Hi, I'm Shirley

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Shabby Chic:  Has Enough Been Said On IT?

Shabby Chic: Has Enough Been Said On IT?

Here's my resounding NO.  It's a classic style that I certainly hope will never go out of style.  Shabby chic decor invites us to relax, don't worry, honor the past but live in the moment.  Moreover, with a little creativity, imagination and scavenging, it can be very inexpensive to achieve that lovely shabby chic style.  

The standard description for what is shabby chic, I quote below.  Not to worry if some of the elements don't quite suite your taste.  Feel free to break the rules a bit to reflect "your" personal preferences.  The style has been around for only a few decades.  In her article, What is "Shabby Chic" And How You Can Get The Look,  Kate Unsworth nicely summarizes how this style began:

Shabby chic emerged as a popular style trend in the 1980s, when British bohemians and artists began to upcycle old furniture into works of art, added charm with fabrics, and repurposed treasures for display. They were, in effect, making use of both their creativity and their limited funds to develop a look all their own. The trend soon spread to the US and beyond, and it is now seen as a timeless style aligned with our growing focus on eco-sustainability in building and design. Shabby chic embraces old, worn and nostalgic pieces – a perfect fit for the current trend of recycling, upcycling and repurposing. The style is also comfortable, relaxed, warm and charming, and adaptable to most homes.
— Kate Unsworth, Houzz Contributor

Elements of Shabby Chic:

  • Furniture is old and worn.  Often heavily painted or has been distressed or glazed to appear old.  Faux finishes are sometimes applied to tables, chairs and other pieces.  Creative eyes repurpose a variety of nontraditional items such as old trucks used as coffee tables and short ladders as side tables. 
  • Fabrics are natural fibers such as linens and cottons, with linen being the most popular.  Solid colors are popular, as well as patterned fabrics such as floral and tick strips.
  • Colors are predominantly white in "pure whites, as well as ecrus and worn or bleached." (Wikipedia)  Other colors include soft pastels from "duck-egg blue to watery greens, pale pinks, lemon yellow and cool grey."  (Kate Unsworth)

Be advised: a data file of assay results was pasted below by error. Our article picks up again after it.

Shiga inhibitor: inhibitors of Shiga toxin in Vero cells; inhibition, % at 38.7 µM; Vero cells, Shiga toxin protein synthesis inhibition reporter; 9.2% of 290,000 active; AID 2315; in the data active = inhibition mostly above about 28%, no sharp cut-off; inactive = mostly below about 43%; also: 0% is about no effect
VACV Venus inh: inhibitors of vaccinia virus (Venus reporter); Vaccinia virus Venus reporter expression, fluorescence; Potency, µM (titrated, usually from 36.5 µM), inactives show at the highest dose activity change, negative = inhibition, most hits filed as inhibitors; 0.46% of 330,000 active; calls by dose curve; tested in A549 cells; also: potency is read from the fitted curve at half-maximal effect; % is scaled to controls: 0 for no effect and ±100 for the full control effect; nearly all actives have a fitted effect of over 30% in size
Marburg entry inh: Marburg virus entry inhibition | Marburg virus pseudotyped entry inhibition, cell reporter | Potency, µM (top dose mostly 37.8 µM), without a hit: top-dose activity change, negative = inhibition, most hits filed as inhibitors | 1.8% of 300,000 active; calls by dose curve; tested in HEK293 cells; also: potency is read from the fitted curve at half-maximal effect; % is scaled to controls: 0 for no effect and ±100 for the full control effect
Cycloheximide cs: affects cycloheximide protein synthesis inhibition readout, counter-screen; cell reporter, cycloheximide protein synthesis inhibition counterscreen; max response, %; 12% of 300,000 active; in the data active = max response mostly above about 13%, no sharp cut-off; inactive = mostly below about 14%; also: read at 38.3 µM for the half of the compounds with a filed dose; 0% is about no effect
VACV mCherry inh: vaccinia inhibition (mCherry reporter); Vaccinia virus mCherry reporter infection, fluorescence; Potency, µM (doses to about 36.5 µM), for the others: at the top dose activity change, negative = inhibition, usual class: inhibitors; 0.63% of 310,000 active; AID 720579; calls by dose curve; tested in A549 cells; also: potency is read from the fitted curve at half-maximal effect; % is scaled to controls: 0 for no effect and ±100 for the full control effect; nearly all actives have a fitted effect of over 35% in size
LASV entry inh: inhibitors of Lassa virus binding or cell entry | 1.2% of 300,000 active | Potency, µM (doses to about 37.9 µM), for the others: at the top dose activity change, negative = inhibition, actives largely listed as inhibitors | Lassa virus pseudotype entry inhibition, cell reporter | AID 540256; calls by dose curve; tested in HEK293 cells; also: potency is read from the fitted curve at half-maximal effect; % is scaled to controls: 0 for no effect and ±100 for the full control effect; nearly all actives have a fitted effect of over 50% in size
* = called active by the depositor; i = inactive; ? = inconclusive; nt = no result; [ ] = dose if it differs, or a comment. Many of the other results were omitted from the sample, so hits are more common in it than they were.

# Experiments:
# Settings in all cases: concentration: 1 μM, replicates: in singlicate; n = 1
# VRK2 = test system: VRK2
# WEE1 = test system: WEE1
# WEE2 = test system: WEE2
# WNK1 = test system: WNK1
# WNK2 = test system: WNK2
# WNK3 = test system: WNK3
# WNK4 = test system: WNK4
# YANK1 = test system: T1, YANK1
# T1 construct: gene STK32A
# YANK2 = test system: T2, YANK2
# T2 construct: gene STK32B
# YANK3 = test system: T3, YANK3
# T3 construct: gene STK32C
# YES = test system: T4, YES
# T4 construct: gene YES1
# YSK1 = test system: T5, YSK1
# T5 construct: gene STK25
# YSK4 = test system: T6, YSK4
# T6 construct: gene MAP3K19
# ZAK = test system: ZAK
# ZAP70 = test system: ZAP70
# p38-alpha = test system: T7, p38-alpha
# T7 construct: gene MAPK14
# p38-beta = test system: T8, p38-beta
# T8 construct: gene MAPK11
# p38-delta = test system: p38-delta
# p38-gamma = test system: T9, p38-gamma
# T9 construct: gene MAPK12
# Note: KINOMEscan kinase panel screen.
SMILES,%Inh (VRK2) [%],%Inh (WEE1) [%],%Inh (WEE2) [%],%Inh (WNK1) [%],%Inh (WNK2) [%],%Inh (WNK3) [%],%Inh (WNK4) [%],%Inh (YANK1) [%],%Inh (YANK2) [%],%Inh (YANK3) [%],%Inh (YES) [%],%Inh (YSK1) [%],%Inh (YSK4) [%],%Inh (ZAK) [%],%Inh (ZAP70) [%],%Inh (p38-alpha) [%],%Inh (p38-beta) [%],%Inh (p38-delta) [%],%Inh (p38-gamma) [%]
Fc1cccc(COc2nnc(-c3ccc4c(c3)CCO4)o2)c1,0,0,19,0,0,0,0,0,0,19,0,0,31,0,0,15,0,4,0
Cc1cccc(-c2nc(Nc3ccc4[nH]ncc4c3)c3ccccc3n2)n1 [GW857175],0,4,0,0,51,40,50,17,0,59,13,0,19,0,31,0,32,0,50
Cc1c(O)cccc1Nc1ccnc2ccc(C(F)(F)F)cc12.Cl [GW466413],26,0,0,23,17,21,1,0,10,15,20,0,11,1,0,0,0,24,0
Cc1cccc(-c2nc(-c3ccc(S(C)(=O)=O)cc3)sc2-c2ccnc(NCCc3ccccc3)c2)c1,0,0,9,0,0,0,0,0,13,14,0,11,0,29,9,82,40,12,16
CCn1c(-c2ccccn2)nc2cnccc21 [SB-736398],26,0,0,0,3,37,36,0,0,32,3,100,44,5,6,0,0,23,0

• Variants on shabby chic include cottage chic, beach cottage chic, French country and Gustavian (Swedish).

What could be more fun and inspiring than looking at beautiful rooms in shabby chic?  So let's get to it.  Note while some rooms reflect designs in single family homes, all can be adopted for apartment living. 

 Houzz for   Dreamy Whites    

Houzz for Dreamy Whites  

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Where To Find Furniture And Fabrics For Shabby Chic

  • Antique stores
  • Consignment shops
  • Flee Markets
  • Someone's attic (family members such as grandma's attic or someone else's grandma, farms, etc.)
  • For the not so squeamish, trash dumpsters
  • Garage sales
  • Goodwill and Salvation Army stores

Fabrics are also found in the places above.  Additionally, fabric stores are great places to shop for shabby chic style textile. 

Shabby chic is often characterized as being faminine mostly because of the pastel colors and many of the decorating elements.  However, this really doesn't have to be.  Stronger colors can be used.  Here is an image from a previous guest room I had created with dark cocoa brown walls.  The sofa is old but had redesigned with redesigned down-filled seat cushions and back pillows, then finished with a slipcover.  

 annsliee previous shabby chic cocoa room (unfinished)

annsliee previous shabby chic cocoa room (unfinished)

So what do you think about shabby chic?  A design for you or just a design to like from afar?  
Would love to hear from you!  So please share.


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